The Paradigm that Supports the Korean Comfort Women Redress Movement
Associate Specialist, School of Pacific and Asian Studies, University of Hawaii Chizuko T. Allen
The Paradigmatic Story of Assailants vs. Victims Sexual exploitation of women occurs in many parts of the world today, and the Korean Peninsula is no exception. We hear of victims of sex trafficking, such as Southeast Asian brides and workers in dire conditions in South Korea, South Korean women sex workers sent abroad, and North Korean women refugees exploited in China, just to name a few examples. Rather than addressing ongoing exploitation to rescue todayʼs victims, many Korean and Western activists vociferously speak of the human rights violations suffered by former comfort women who provided sexual labor for the Imperial Japanesemilitary before and during World War II. De-spite recent agreements reached between the South Korean and the Japanese governments, the Korean comfort women redress movement continues to demand further apology and restitution from Japan. What is at the core of this issue? And what are the fundamental notions underlying the redress movement for comfort women survivors particularly in South Korea? The monument that commemorates comfort women, erected in the city of Palisades Park in New Jersey in 2010, was followed by similar monuments and statues across the United States. The inscription of the monument reads:
In memory of more than 200,000 women and girls who were abducted by the armed forces of the government of Imperial Japan, 1930s-1945, known as “comfort women.” They endured human rights violations that no peoples should leave unrecognized. Let us never forget the horrors of crimes against humanity.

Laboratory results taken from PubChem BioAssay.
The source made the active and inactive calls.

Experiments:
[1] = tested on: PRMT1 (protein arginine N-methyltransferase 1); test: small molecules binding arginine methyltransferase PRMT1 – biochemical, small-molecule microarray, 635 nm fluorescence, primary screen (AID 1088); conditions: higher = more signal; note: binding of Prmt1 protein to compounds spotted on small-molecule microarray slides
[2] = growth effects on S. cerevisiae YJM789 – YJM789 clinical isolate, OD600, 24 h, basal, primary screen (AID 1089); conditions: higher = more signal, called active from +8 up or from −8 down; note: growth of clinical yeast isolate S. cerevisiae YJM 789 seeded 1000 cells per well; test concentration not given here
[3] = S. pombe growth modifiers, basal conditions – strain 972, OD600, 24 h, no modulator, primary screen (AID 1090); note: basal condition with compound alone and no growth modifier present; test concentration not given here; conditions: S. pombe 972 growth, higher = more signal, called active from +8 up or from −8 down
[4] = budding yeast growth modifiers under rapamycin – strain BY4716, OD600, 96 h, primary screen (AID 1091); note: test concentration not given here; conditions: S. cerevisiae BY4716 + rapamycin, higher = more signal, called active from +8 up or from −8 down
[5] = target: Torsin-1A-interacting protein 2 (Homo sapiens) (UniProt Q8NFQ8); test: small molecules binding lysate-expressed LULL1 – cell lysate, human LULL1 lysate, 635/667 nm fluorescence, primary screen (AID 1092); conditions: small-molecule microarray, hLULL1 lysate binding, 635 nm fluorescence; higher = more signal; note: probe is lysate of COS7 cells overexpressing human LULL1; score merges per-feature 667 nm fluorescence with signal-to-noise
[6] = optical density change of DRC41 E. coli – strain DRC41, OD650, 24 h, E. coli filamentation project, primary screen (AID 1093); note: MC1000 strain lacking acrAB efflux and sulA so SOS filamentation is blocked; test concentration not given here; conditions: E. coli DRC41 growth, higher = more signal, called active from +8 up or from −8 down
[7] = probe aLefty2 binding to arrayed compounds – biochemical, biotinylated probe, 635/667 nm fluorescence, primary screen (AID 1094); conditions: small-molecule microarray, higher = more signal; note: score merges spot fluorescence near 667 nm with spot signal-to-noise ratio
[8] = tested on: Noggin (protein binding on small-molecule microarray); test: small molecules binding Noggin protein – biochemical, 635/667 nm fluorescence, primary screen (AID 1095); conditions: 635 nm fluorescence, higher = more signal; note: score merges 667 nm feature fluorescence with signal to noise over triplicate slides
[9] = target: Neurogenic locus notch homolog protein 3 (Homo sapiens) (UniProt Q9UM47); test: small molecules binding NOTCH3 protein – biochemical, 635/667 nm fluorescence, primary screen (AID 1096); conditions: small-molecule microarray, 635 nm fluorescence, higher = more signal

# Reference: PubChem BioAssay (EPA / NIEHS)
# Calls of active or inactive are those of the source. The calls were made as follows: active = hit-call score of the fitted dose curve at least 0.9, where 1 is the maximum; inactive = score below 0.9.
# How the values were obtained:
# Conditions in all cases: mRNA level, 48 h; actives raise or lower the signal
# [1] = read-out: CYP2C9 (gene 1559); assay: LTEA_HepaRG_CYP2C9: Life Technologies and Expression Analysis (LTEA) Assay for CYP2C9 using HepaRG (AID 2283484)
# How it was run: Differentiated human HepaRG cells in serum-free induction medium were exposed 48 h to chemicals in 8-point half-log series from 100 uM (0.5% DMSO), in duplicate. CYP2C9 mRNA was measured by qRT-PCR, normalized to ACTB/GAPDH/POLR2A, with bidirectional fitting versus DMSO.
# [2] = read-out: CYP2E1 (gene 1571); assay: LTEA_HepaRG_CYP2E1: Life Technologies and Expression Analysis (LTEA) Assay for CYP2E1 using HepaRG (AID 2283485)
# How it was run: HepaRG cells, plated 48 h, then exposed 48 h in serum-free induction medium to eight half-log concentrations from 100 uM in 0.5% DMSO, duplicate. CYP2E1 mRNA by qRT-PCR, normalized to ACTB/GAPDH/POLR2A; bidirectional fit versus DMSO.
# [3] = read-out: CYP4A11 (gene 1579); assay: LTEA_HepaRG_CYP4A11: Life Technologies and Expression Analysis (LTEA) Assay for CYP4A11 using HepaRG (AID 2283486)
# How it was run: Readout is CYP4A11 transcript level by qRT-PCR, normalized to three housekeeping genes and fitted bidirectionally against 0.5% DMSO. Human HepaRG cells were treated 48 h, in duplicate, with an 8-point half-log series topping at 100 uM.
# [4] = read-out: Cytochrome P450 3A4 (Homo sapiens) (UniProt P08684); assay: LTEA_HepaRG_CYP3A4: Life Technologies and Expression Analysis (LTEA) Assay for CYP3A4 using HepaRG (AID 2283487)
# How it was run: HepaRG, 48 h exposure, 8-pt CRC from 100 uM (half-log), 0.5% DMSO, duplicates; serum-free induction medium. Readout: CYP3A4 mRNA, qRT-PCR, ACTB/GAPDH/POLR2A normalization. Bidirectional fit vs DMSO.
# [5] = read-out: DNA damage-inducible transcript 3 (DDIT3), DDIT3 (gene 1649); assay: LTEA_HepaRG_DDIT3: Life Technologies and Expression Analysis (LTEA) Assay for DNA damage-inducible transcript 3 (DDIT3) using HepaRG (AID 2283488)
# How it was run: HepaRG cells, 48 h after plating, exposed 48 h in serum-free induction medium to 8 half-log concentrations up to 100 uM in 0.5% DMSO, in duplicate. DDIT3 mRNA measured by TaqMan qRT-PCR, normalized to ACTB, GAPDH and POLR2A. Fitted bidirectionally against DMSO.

It thus declares that the comfort women were kidnapped and victimized by the Imperial Japanese military that committed human rights violations and crimes against humanity. The world history textbook Traditions & Encounters, authored by history professors at the University of Hawaii at Manoa, is widely used in high schools and colleges across the United States. In the chapter on WWII, it relates:
The Japanese army forcibly recruited, conscripted, and dragooned as many as two hundred thousand women aged fourteen to twenty to serve in the military brothels, called “comfort houses” or “consolation centers.” The army presented the women to the troops as a gift from the emperor, and the women came from Japanese colonies such as Korea, Taiwan, and Manchuria and from occupied territories in the Philip- pines and elsewhere in Southeast Asia.
The textbook goes on to say, with no source materials listed, that the women in fact came mostly from Korea and China and catered to between twenty and thirty men every day in treacherous war zones. It concludes that Japanese soldiers not only killed the women who attempted to escape or contracted venereal diseases but massacred many more to cover up the operation at the end of the war. The authors imply, through their mention of the emperor, that the gross disregard for human rights was promoted at the highest echelon of the then Japanese Empire. What is presented here is a dichotomous paradigm of the brutally immoral Japanese military and young women from helpless colonies and occupied regions of Asia. The portrayal of horrendous exploitation of innocent victims naturally dismays readers, just as many legendary stories about good and evil would. But, is this story of comfort women a true reflection of historical facts? Why does the story juxtapose the military against women, and not mention any other party that was undeniably involved? In the following, I address these questions by referring to recent Korean scholars’ works that challenge the dominant paradigm of the Japanese military vs. comfort women.